The pH of a 1.0 M buffer will change when diluted in water to a final concentration of 0.1 M. The final pH of the reagent will also change due to the presence of other reagents, such as salt, polymers, and additives. Pay particular attention to the indicated reagent formulation. In most screens, the buffer pH is that of a 1.0 M stock prior to dilution with water and other reagent components. For example, the reagent 0.1 M Tris pH 8.5, 2.5 M Ammonium sulfate has a final measured pH of 8.1. 8.5 is the measured pH of the 1.0 M Tris 8.5 before dilution to 0.1 M and in the presence of 2.5 M Ammonium sulfate. An exception to this generalization are the Grid Screens, where the pH is titrated after all components are in solution.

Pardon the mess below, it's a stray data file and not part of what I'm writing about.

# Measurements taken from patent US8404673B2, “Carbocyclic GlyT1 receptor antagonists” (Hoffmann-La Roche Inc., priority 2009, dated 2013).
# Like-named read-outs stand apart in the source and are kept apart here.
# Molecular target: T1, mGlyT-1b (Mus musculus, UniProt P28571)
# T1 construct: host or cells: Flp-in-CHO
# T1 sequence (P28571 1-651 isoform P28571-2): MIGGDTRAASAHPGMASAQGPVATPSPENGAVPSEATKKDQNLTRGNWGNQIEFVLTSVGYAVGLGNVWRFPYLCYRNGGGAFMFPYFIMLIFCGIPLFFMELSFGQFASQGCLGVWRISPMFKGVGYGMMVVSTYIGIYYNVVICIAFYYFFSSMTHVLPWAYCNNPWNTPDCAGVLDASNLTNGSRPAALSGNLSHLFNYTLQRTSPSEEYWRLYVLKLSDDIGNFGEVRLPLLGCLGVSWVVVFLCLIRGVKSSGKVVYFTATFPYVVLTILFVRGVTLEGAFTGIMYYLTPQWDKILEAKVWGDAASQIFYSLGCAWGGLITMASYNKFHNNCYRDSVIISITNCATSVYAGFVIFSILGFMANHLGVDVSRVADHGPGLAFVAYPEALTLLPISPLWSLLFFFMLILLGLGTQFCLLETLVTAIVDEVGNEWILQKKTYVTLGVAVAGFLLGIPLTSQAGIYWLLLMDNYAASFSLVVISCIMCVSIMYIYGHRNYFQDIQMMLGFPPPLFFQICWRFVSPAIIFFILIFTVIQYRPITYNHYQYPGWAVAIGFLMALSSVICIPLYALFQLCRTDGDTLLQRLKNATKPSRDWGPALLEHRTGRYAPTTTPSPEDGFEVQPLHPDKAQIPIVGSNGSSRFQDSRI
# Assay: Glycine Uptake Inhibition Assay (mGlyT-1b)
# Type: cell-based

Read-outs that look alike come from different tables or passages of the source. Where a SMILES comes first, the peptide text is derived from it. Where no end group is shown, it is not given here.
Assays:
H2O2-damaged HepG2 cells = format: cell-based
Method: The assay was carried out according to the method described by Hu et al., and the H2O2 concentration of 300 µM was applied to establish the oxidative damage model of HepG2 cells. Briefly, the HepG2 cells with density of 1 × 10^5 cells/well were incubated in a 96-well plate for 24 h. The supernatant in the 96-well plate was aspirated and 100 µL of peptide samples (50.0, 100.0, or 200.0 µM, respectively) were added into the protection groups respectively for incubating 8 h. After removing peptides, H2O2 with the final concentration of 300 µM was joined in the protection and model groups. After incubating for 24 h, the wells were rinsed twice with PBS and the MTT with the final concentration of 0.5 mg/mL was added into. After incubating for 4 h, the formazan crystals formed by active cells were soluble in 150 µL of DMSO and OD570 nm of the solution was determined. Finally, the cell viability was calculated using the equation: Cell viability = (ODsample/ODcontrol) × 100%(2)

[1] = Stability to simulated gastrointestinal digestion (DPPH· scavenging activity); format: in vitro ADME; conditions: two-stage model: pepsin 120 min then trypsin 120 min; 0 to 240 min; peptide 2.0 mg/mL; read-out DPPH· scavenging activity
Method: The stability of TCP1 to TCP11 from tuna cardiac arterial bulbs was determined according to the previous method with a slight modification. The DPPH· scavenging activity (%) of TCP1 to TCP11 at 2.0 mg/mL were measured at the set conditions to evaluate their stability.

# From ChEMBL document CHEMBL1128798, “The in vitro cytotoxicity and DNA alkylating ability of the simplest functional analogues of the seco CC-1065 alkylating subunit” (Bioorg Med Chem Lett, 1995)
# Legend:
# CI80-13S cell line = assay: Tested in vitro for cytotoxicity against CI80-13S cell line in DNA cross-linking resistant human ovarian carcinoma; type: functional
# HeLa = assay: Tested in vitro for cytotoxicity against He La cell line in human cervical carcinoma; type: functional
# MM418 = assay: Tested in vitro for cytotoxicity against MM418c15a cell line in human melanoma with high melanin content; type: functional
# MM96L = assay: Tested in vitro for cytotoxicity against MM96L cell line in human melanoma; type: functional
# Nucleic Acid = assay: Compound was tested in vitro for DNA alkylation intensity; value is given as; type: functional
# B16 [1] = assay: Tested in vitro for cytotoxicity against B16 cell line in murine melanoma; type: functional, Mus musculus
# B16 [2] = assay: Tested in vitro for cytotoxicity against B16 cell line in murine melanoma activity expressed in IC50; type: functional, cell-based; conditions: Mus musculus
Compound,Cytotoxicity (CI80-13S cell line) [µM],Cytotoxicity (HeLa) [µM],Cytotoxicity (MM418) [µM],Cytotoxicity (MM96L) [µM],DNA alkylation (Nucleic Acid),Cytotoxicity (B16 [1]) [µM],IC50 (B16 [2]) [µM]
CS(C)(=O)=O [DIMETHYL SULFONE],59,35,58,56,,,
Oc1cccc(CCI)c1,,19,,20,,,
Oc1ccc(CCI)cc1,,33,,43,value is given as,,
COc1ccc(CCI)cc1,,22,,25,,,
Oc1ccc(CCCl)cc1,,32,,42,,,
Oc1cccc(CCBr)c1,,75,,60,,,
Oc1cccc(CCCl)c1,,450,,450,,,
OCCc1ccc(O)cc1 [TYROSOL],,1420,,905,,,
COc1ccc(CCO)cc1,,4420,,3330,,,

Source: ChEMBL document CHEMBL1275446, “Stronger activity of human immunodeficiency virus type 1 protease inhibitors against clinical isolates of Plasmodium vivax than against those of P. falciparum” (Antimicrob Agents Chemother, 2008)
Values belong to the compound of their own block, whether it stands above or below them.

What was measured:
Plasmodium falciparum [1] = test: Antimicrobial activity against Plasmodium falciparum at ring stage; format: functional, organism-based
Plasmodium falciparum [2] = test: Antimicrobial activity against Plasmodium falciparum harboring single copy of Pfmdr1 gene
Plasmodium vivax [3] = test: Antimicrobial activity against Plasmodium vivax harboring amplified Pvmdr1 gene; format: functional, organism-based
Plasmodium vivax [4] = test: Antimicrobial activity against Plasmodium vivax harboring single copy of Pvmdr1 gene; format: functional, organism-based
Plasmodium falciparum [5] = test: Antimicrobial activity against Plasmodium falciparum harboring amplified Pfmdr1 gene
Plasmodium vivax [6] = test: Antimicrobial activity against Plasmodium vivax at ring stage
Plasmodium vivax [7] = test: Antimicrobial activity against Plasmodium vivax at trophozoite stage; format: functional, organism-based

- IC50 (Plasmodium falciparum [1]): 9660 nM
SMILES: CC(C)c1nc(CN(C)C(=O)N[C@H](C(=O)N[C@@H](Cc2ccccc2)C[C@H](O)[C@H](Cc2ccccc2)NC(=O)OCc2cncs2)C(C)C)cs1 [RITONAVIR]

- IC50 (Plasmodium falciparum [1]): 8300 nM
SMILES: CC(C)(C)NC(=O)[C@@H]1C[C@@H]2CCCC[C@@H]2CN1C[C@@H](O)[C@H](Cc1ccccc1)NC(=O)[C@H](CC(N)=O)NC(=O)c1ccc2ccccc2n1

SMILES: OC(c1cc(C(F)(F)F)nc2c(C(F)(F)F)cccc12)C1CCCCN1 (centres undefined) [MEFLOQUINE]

Inspect stored buffers before use, swirling to check for settled contaminants; if they appear cloudy or discolored, do not use them. Such solutions may have microbial contamination or may have become chemically unstable. One exception to this is MOPS, which sometimes appears slightly yellow.
Some buffers, including ADA, CAPS, CAPSO, and CHES do not go into solution until titrated with the appropriate acid or base.
Sterile Filtration of Reagents
All Hampton Research reagents, unless noted otherwise are sterile filtered using 0.22 or 0.45 μm filters into sterile containers. Detergents are formulated into sterile filtered deionized water, and not filtered following formulation, as micelles can be trapped in the filter, altering the final concentration of the detergent. All crystallization reagents save for detergents should be sterile filtered. Many crystallization reagents are susceptible to microbial growth if contaminated, and most crystallization experiments take place at room temperature, a cozy place for microbes to thrive.